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Kirby: Mass Attack (DS) artwork

Kirby: Mass Attack (DS) review

"The inability to consistently fling puffballs is the biggest problem that youíll likely have with Kirby Mass Attack, because at times that particular activity can be vitally important. For example, in one stage you must repeatedly ram a block to slide it along a platform before a timer counts down and it explodes. Thereís specific placement youíll have in mind, but getting the explosive charge positioned in time can be difficult when every second or third swipe on the screen doesnít register."

One day, Kirby was taking a nap. Suddenly, a powerful wizard named Necrodeus split him into 10 miniature puffballs. With the brave windbag thus weakened, the wicked wizard set about eliminating each pint-sized portion of the hero Ö until only one pipsqueak remained. Not all was lost, though, because Kirbyís courageous spirit remained in the form of a floating star. Empowered by the reminder of his former greatness, the pint-sized hero set about reuniting with his slain fellows by gobbling up magical fruit that lies scattered throughout the world. If enough fruit is eaten and enough members of the wizardís Skull Gang are defeated, thereís a chance that Kirby can become whole again and save Dream Land.

Kirby Mass Attack should not be mistaken for a conventional Kirby game, though it comes closer to feeling like one than the masterful Kirbyís Epic Yarn did last year for Wii. As Kirby, you wonít run and jump through stages while performing careful leaps, dodges and glides. You wonít inhale foes, take on their powers and turn into a spaceship or anything like that. Instead, youíll assume the role of star general. Youíll tap the screen where you want Kirby to go (or more often, the mass of as many as ten miniature Kirby puffballs that you have accumulated) and then youíll hope for good things.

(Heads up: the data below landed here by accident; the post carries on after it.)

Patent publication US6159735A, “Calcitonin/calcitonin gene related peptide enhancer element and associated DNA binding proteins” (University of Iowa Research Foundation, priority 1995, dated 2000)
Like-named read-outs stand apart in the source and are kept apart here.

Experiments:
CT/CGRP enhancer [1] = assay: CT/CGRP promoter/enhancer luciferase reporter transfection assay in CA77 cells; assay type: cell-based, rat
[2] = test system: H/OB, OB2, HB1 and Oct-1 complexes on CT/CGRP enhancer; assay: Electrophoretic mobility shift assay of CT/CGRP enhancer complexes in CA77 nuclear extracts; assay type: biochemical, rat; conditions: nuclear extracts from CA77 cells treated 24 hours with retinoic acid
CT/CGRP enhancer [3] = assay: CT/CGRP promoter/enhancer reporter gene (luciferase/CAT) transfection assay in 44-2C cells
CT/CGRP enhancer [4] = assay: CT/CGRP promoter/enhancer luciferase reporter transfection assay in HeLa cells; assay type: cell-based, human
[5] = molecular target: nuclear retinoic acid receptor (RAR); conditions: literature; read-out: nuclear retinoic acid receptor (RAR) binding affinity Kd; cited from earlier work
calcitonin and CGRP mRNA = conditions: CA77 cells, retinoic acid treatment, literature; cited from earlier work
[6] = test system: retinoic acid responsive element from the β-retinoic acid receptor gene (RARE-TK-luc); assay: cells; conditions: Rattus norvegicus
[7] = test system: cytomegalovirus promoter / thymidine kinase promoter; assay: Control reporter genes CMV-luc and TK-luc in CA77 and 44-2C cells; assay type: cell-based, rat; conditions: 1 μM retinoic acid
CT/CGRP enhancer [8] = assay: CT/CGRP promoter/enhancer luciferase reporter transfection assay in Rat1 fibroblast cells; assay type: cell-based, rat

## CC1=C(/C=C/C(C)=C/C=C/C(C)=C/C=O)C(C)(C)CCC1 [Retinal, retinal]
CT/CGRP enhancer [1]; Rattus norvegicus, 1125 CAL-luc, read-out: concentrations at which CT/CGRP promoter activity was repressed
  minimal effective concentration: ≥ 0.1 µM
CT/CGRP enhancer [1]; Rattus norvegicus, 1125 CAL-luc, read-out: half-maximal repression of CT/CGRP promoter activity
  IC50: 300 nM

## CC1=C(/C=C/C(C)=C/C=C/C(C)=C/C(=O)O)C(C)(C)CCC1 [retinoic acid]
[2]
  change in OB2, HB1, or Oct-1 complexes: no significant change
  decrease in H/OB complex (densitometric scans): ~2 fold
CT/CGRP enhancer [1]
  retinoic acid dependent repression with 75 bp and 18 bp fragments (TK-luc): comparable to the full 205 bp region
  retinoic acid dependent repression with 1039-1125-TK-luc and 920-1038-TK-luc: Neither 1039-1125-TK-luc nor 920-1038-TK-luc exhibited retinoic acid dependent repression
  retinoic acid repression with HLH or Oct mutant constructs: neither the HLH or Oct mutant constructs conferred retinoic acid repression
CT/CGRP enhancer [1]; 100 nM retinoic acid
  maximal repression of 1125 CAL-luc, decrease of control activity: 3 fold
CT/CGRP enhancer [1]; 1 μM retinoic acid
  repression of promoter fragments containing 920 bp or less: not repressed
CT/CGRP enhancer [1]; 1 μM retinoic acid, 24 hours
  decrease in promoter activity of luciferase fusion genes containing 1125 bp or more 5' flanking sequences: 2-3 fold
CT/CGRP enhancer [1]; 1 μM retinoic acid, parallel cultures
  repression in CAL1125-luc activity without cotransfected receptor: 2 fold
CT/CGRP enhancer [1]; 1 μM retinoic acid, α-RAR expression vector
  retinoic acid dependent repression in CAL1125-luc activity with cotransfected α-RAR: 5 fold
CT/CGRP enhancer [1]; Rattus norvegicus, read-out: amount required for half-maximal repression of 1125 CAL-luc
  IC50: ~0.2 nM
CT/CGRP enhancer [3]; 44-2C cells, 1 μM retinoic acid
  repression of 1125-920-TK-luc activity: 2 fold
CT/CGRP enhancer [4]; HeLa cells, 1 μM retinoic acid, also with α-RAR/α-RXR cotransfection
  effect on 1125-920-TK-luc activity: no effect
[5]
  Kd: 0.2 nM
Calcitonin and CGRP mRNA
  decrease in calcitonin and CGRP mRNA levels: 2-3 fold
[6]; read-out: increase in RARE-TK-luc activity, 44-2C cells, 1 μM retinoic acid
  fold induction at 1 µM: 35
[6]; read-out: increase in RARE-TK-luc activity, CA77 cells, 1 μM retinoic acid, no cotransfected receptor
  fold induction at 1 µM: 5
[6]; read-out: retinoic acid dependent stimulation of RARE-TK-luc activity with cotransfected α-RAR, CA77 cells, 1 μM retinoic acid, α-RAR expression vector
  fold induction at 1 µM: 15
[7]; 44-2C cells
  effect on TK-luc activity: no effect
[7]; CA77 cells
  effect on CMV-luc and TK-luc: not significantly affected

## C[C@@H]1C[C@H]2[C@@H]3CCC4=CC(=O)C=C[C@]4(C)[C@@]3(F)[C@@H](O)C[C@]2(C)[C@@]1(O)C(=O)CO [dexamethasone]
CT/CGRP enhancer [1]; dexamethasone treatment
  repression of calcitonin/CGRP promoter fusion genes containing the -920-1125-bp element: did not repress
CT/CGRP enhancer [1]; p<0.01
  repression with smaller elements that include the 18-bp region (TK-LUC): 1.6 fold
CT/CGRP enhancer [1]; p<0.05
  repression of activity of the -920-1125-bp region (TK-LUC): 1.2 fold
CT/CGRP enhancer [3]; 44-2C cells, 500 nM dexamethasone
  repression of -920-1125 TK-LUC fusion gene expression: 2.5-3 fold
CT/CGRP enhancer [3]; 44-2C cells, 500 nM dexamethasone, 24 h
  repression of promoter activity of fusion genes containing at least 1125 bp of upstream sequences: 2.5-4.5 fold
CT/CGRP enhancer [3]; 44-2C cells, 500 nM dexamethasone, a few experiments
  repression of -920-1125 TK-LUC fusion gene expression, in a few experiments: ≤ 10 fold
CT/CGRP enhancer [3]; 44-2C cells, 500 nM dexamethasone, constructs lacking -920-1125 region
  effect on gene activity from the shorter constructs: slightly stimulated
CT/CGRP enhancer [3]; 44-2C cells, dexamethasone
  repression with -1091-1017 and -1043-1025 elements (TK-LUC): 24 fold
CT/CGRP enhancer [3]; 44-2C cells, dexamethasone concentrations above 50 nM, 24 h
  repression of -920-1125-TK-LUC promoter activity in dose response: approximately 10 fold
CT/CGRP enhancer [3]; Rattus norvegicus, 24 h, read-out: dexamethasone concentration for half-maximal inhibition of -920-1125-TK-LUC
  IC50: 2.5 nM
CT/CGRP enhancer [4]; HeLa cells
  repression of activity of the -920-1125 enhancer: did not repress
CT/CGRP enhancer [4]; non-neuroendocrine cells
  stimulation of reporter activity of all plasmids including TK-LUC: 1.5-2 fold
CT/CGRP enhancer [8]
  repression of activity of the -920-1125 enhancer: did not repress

The stylus is your sole means of control, and the good news is that mostly the odd setup works and allows for some ingenious moments that will surprise you with their complexity (particularly given the fact that really youíre just tapping the screen or swiping at it with your stylus). The bad news, though, is that the control method misfires often enough to get in the way of the purely joyful experience that Kirby Mass Attack otherwise might have provided.

Kirby and his clones tend to move around the screen like a swarm of ants. When you point to a destination, a star appears on-screen and the little pink pipsqueaks will trot over to it. If you quickly double tap to indicate that haste is in order, theyíll sprint instead. Pressing the stylus against the screen and holding it there will cause the puffballs to assemble, and then you can drag the stylus from there to carry the balls in cloud form for a few seconds before they drop to the nearest platform. You can also flick the stylus and in that manner toss the little pink heroes at objects that need some battering--weak blocks, armored enemies or various other obstacles--but itís not always easy to predict when a swipe will have the intended effect and when the puffballs will just prance a few steps to the side because your swipe didnít register properly.

Kirby Mass Attack asset

The inability to consistently fling puffballs is the biggest problem that youíll likely have with Kirby Mass Attack, because at times that particular activity can be vitally important. For example, in one stage you must repeatedly ram a block to slide it along a platform before a timer counts down and it explodes. Thereís specific placement youíll have in mind, but getting the explosive charge positioned in time can be difficult when every second or third swipe on the screen doesnít register. In a similar scenario, you must propel a giant gear along a stone platform. At first missing the occasional swipe is no big deal, but then you have to roll the gear uphill. If you have poor luck that results in lost momentum, the gear might start rolling back toward you and it can quickly crush one, two or even all of the Kirby puffballs under your control.